Friday, 25 May 2012


Today I gonna talk a bit about Chutneys. What is a Chutney?
Well Chutney is a conserve originally from Asia and imported to countries like UK or France beginning of 17th Century as a delicatessen.
The traditional chutney is usually a mix of spices, fruit and vegetables. This days is very popular in all kind of cuisines due his amazing combination of texture, fruity flavour, spicy and the final touch of vinegar in your mouth.
Is been popular in the Spanish cuisines for the last 10 years but still not the same thing as the traditional Chutneys. The spanish way to do it is softening some shallots with butter, then adding chopped fruit, spices, touch of vinegar and sugar. That's all. The ending product is a very refreshing, very fruity chutney but far away from what it should be...some people even blend it giving it a texture of a sauce.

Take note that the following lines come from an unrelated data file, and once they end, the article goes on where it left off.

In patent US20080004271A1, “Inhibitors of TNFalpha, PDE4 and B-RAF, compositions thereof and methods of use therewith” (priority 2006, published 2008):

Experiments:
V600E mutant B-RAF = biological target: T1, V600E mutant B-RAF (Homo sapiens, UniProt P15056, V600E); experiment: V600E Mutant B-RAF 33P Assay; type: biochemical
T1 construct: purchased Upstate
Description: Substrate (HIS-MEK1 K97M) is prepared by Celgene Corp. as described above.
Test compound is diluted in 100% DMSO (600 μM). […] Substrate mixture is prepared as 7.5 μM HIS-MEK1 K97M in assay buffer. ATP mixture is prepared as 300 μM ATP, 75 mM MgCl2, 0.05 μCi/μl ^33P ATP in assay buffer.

One of my favourite dishes is the Foie gras mi-cuit, mango chutney and toasted brioche.

This recipe was given to me from an Indian chef and it is very easy to prepare and it couldn't be more tasty.

Mango Chutney


2 mangoes, peeled and cut is cubes
1 cm finally chopped fresh ginger
1 garlic clove finally chopped
1 shallot finally chopped
250 g demerara sugar
pinch of salt
1 fresh chilli finally chopped or 1/4 tsp dried chilli flakes
1/2 tsp ground cumin
1 cardamom pod
1/2 tsp ground cinnamon
2 cloves

125 ml vinegar
touch of ground pepper

Preparation methode:

Mix all the top ingredients in a bowl and cover with cling film. Place in the fridge for 8 hours aprox.